Viewing 5 reply threads
  • Author
    • #19910
      Price Wooldridge

      Our relationships with our neurologists are one of the most important in our healthcare team. Lambert-Eaton has such a huge impact on our lifestyle, mental outlook, and everyday activities. What do you do if that relationship isn’t working out or has failed?

      This is where I find myself now. My diagnosing neurologist and I aren’t doing well in our patient/doctor working relationship. It’s become fractured.

      I won’t go on at great length, but make a couple of observations. First, my neurologist hasn’t listened to me when I report my LEMS hip weakness since our last visit. The physician always says I look GREAT! Of course, I do, I’m just three days out of my IVIG. I’m supposed to look and feel great. That doesn’t cover the rest of the eight months since I saw her last. When you’re feeling good, LEMS can be ‘invisible’, even to your doctor. Because I’ve looked so GREAT the last two visits, the doctor wants to start cutting back my medication schedule at the next visit in six months. What the …..!!!! For me, this is a giant red flag. I’m terrified.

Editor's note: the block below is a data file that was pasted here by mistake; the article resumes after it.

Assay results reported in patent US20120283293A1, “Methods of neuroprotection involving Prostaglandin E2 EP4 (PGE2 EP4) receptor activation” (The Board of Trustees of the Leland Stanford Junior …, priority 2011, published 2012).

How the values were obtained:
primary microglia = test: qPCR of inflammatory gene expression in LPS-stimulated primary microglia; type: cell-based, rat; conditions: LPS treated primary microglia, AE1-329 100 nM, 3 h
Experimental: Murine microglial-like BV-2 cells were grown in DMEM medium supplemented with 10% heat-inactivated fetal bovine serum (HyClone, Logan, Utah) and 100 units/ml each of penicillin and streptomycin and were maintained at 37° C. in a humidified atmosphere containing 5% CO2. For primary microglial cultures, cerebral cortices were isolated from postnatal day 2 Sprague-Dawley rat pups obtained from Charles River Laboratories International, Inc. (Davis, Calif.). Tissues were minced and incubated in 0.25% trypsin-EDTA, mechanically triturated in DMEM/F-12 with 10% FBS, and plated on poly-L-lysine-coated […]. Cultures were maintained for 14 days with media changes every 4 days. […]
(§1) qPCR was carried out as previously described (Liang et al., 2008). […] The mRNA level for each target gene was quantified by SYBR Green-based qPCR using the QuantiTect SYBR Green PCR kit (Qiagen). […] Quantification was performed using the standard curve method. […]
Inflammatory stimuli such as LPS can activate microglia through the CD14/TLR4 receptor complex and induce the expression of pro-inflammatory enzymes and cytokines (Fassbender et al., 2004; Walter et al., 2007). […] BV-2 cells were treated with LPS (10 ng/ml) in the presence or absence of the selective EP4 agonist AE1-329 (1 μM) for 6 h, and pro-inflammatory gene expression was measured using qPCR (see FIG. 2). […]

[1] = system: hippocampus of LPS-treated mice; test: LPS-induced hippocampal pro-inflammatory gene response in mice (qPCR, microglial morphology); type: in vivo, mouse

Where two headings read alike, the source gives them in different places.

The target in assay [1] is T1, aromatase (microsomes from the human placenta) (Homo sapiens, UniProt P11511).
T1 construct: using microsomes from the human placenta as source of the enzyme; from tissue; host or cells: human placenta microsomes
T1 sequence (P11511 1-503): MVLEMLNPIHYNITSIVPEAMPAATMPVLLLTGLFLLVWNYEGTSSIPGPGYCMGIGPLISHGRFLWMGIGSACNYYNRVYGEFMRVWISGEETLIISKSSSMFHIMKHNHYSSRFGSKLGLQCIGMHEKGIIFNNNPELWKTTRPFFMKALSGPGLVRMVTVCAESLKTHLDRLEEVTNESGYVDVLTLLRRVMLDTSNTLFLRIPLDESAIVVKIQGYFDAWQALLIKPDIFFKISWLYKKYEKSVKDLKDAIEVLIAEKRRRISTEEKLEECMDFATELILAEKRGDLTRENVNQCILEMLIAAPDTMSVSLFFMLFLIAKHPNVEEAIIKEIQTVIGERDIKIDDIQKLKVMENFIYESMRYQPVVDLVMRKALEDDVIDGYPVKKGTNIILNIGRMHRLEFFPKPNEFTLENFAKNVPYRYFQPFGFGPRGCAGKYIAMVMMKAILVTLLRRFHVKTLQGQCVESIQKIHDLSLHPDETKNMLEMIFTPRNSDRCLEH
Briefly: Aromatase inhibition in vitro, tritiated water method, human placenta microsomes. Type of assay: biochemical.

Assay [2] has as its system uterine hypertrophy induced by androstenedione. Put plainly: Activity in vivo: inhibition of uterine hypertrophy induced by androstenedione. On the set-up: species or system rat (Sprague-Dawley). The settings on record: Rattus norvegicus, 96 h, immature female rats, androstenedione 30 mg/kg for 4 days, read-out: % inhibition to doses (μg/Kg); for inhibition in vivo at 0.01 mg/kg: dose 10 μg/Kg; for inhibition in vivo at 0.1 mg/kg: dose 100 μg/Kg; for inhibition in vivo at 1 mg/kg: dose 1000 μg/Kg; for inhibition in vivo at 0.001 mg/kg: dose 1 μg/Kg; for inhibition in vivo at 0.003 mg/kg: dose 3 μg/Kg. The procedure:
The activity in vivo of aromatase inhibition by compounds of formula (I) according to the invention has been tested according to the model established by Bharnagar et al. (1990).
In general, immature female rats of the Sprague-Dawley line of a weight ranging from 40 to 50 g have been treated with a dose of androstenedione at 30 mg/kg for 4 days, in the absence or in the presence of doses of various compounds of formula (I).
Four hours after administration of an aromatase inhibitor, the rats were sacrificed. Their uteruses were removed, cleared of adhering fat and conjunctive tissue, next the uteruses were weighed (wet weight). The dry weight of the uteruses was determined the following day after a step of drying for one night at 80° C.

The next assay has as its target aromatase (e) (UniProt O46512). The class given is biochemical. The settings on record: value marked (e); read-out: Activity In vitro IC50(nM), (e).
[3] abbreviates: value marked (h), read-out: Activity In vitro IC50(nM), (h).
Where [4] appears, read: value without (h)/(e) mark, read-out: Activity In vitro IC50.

A second problem is that my physician believes they know it all and is rigid in their thinking. There’s no room to listen to my experiences of hip weakness when evaluating me for 15 minutes. I have transient weakness in my left shoulder which is LEMS. I was told by this doctor that it absolutely could NOT be LEMS because it wasn’t bilateral. I got frustrated and polled a LEMS group. I got plenty of responses of one-sided weakness being experienced. Again, this is rigid thinking with no room to learn from the patient.